From the Spec:
This wasn’t the first year Jeanette Arsenault spent her holidays away from home so she could be close to her brother, Ronald.
For the fourth year in a row, the 57-year-old didn’t wake up Christmas morning at her home in Belleville, but she did find a stocking hanging on her door at the place she calls her “home away from home,” Mark Preece Family House.
“The staff here is so welcoming you do feel like you’ve got a second home,” she said of the accommodations for out-of-town families with loved ones in critical care at a Hamilton hospital.
It started with Christmas 2011 when Ronald’s health took a turn for the worst.
Born with cerebral palsy, the now 56-year-old was moved from his residential home for adults with developmental disabilities to the hospital. Though he has always required total care, he now uses a trach to breathe and a feeding tube to eat.
In early 2012, Arsenault learned of the support available through the Barton Street facility.
Since then, she’s stayed at the 24-bedroom home almost once a week plus longer stretches when Ronald – who has spastic quadriplegia, the most severe form of cerebral palsy – goes into crisis.
In addition to the bedrooms available to guests at affordable rates, the beautifully decorated space is also home to a lounge, shared kitchen and laundry room.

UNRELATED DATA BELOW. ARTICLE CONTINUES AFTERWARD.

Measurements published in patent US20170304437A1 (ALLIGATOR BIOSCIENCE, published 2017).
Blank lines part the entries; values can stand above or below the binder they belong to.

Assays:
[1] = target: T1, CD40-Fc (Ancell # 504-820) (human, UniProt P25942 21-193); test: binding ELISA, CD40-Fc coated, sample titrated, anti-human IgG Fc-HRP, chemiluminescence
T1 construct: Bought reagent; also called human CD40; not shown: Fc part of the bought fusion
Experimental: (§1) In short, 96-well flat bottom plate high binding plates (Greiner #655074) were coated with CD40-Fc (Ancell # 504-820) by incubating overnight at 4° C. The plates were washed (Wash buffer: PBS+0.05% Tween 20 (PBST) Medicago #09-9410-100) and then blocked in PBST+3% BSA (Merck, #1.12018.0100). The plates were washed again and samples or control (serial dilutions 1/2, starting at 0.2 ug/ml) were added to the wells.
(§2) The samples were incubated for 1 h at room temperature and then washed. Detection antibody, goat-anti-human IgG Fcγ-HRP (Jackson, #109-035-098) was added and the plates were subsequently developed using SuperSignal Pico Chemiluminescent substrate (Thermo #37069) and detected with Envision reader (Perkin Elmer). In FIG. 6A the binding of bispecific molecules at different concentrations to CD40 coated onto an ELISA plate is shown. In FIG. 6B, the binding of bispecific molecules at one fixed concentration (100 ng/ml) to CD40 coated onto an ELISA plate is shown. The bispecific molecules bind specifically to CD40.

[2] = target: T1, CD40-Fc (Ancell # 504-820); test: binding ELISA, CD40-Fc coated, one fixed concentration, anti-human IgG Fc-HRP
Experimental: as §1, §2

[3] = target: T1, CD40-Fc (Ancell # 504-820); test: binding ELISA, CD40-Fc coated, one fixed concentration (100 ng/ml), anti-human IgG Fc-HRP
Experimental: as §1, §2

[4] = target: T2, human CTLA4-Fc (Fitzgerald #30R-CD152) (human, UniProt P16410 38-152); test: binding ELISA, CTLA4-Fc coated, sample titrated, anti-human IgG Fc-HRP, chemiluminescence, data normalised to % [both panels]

“In the midst of your stress and your grief and the hardship of dealing with your loved one, whatever the medical situation is, you need a respite,” she said. “You have to be strong.”
Arsenault – a singer-songwriter – visits her brother every Christmas, as well as other holidays such as Halloween and Valentine’s Day.
On Christmas, she headed out to see Ronald at St. Joseph’s Healthcare Hamilton, where he’s in complex care . She expected he’d be waiting in the common room for her.
“I’ll probably put his Santa hat on,” she said with a laugh. “I usually like to take him for a walk.”
Back at Mark Preece house, visitors could celebrate the holidays with a catered turkey dinner complete with the fixings – stuffing, veggies, mashed potatoes and dessert – at 6 p.m.
To view the article in the Spec, click here.